Quantcast

Photos courtesy of Shari Romar/Queens Botanical Garden

It’s cold, and there’s more snow than food on the ground, but American robins, red-tailed hawks, and ring-necked pheasants are among 50+ bird species roaming through Queens Botanical Garden these days. It’s time for some basic mathematics.

The Flushing nature spot is seeking volunteers to participate in the Great Backyard Bird Count this Saturday, February 13, from 11 a.m. to 1 p.m. This event is basically a nature walk through the grounds with a scavenger hunt feel because participants compile data on the feathered friends they see.

Launched in 1998, this annual bird census — led by the Cornell Lab of Ornithology and the National Audubon Society with Bird Studies Canada and other international partners — is part of a global effort to track avian migration patterns and region-by-region population shifts so that professional naturalists can make informed decisions about conservation. In 2015, more than 100,000 participants in more than 100 countries counted 5,090 species on more than 147,000 checklists.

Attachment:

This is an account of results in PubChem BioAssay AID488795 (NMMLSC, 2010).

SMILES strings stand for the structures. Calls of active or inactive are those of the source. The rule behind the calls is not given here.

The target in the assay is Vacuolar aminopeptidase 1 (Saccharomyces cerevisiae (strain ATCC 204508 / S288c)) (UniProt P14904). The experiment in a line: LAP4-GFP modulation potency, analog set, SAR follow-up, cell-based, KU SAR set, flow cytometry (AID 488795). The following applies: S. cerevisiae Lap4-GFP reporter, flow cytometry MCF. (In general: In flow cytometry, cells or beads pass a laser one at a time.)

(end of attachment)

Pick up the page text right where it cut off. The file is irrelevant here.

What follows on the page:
Currently naturalists are pondering a few big questions:

  • How do weather and climate change influence populations?
  • How are diseases, such as West Nile virus, affecting different regions?
  • What diversity differences are apparent in cities as opposed to suburban, rural, and natural areas?

Free, but registration is required here.

Comments:

Join The Discussion



Related Stories
Queens Botanical Garden reopens to visitors enforcing safety and health guidelines
Queens Botanical Garden reopens to visitors enforcing safety and health guidelines
Queens Botanical Garden celebrates honorees during virtual ‘Rose Gala at Home’
Queens Botanical Garden celebrates honorees during virtual ‘Rose Gala at Home’


Skip to toolbar